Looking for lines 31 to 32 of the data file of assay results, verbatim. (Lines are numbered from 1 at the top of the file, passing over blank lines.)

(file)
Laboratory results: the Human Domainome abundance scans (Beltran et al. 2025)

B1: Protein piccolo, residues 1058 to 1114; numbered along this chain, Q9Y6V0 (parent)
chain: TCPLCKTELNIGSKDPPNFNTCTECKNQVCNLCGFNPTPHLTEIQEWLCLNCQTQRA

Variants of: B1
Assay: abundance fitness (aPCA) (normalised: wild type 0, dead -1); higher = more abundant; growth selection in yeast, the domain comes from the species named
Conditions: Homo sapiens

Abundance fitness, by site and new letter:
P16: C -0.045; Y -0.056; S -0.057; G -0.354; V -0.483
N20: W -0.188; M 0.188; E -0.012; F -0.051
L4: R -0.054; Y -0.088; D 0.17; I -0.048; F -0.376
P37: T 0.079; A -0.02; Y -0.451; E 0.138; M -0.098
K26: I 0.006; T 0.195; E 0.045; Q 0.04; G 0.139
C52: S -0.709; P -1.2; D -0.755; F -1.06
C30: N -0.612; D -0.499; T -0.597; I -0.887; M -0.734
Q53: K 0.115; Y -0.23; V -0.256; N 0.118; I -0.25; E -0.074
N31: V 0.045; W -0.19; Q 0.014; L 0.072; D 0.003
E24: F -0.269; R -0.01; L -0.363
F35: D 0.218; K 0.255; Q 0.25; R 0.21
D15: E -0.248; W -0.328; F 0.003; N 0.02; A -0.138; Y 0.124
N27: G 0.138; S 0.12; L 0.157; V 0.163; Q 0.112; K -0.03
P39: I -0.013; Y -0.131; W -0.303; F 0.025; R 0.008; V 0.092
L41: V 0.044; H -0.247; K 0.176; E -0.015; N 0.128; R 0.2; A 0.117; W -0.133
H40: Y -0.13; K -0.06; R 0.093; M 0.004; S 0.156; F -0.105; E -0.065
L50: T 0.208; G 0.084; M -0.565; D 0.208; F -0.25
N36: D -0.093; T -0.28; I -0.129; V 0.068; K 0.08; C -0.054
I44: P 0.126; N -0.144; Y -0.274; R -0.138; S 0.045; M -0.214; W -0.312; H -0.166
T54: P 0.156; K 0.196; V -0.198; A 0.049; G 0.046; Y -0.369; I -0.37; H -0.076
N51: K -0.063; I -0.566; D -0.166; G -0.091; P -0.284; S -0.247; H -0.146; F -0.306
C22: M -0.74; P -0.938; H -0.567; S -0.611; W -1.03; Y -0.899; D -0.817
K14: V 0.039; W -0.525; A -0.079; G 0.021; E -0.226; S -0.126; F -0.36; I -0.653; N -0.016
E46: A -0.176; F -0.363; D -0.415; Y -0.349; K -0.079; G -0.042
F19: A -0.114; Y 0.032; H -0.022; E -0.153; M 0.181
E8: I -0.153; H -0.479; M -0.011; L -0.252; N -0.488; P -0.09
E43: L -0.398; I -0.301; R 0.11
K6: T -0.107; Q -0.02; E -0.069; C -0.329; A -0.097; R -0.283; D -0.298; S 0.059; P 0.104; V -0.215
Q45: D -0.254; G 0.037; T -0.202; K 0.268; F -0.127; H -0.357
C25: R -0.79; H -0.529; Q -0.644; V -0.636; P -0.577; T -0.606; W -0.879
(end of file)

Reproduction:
E46: A -0.176; F -0.363; D -0.415; Y -0.349; K -0.079; G -0.042
F19: A -0.114; Y 0.032; H -0.022; E -0.153; M 0.181